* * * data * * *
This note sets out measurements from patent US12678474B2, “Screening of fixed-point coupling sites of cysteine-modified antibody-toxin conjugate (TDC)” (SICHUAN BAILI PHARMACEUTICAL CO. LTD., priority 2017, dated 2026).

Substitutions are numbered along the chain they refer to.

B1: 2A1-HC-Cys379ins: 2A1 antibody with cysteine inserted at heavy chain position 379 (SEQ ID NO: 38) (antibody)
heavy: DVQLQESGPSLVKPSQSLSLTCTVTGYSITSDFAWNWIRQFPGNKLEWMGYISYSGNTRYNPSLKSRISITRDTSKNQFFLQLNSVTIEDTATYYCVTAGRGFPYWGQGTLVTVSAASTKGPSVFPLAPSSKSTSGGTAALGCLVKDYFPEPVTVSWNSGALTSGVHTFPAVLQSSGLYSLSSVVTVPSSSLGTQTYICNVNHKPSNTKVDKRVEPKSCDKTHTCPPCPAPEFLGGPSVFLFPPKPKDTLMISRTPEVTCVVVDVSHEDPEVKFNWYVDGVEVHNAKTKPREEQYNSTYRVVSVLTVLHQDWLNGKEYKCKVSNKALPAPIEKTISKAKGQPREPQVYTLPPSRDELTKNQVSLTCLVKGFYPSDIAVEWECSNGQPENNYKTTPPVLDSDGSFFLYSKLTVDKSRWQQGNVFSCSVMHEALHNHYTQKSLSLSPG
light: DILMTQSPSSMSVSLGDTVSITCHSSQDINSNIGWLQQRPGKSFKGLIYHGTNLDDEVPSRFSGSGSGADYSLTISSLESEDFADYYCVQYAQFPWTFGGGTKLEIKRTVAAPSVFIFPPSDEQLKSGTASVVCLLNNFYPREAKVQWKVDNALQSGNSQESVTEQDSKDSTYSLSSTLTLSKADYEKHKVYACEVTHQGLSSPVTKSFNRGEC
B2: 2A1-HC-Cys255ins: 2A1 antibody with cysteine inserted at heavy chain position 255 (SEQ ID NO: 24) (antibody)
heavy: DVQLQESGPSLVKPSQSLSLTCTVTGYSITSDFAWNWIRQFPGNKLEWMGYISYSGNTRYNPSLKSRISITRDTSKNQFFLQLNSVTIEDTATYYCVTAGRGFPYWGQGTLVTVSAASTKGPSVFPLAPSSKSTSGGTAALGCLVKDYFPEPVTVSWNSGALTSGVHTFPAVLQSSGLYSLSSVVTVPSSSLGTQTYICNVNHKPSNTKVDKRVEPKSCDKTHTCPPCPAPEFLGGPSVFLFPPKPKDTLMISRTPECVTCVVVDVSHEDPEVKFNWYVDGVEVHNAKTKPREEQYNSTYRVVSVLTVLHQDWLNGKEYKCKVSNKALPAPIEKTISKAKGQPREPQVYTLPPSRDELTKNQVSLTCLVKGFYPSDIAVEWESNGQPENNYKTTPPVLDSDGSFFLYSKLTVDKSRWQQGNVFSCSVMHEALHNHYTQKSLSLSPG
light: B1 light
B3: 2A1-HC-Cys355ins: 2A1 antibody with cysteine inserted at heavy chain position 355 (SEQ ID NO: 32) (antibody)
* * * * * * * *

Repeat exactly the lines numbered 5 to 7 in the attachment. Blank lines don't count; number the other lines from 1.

light: DILMTQSPSSMSVSLGDTVSITCHSSQDINSNIGWLQQRPGKSFKGLIYHGTNLDDEVPSRFSGSGSGADYSLTISSLESEDFADYYCVQYAQFPWTFGGGTKLEIKRTVAAPSVFIFPPSDEQLKSGTASVVCLLNNFYPREAKVQWKVDNALQSGNSQESVTEQDSKDSTYSLSSTLTLSKADYEKHKVYACEVTHQGLSSPVTKSFNRGEC
B2: 2A1-HC-Cys255ins: 2A1 antibody with cysteine inserted at heavy chain position 255 (SEQ ID NO: 24) (antibody)
heavy: DVQLQESGPSLVKPSQSLSLTCTVTGYSITSDFAWNWIRQFPGNKLEWMGYISYSGNTRYNPSLKSRISITRDTSKNQFFLQLNSVTIEDTATYYCVTAGRGFPYWGQGTLVTVSAASTKGPSVFPLAPSSKSTSGGTAALGCLVKDYFPEPVTVSWNSGALTSGVHTFPAVLQSSGLYSLSSVVTVPSSSLGTQTYICNVNHKPSNTKVDKRVEPKSCDKTHTCPPCPAPEFLGGPSVFLFPPKPKDTLMISRTPECVTCVVVDVSHEDPEVKFNWYVDGVEVHNAKTKPREEQYNSTYRVVSVLTVLHQDWLNGKEYKCKVSNKALPAPIEKTISKAKGQPREPQVYTLPPSRDELTKNQVSLTCLVKGFYPSDIAVEWESNGQPENNYKTTPPVLDSDGSFFLYSKLTVDKSRWQQGNVFSCSVMHEALHNHYTQKSLSLSPG